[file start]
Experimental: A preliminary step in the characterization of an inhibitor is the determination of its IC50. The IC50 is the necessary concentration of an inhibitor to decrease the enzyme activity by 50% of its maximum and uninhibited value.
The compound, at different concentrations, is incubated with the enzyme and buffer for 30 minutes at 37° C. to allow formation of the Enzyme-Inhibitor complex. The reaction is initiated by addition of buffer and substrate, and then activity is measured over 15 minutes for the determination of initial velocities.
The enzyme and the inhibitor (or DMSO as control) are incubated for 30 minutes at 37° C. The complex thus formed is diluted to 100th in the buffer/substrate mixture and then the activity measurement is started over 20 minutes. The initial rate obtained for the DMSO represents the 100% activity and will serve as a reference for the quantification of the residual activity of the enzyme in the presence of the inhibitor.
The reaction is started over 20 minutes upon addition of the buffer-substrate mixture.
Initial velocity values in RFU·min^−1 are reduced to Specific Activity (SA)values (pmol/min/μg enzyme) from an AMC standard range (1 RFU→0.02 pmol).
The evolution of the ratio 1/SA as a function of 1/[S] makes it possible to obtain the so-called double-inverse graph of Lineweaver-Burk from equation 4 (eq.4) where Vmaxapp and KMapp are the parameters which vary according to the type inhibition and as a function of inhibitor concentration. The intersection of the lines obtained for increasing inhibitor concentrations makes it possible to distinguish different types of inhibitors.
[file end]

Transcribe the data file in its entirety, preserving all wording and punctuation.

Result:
Experimental: A preliminary step in the characterization of an inhibitor is the determination of its IC50. The IC50 is the necessary concentration of an inhibitor to decrease the enzyme activity by 50% of its maximum and uninhibited value.
The compound, at different concentrations, is incubated with the enzyme and buffer for 30 minutes at 37° C. to allow formation of the Enzyme-Inhibitor complex. The reaction is initiated by addition of buffer and substrate, and then activity is measured over 15 minutes for the determination of initial velocities.
The enzyme and the inhibitor (or DMSO as control) are incubated for 30 minutes at 37° C. The complex thus formed is diluted to 100th in the buffer/substrate mixture and then the activity measurement is started over 20 minutes. The initial rate obtained for the DMSO represents the 100% activity and will serve as a reference for the quantification of the residual activity of the enzyme in the presence of the inhibitor.
The reaction is started over 20 minutes upon addition of the buffer-substrate mixture.
Initial velocity values in RFU·min^−1 are reduced to Specific Activity (SA)values (pmol/min/μg enzyme) from an AMC standard range (1 RFU→0.02 pmol).
The evolution of the ratio 1/SA as a function of 1/[S] makes it possible to obtain the so-called double-inverse graph of Lineweaver-Burk from equation 4 (eq.4) where Vmaxapp and KMapp are the parameters which vary according to the type inhibition and as a function of inhibitor concentration. The intersection of the lines obtained for increasing inhibitor concentrations makes it possible to distinguish different types of inhibitors.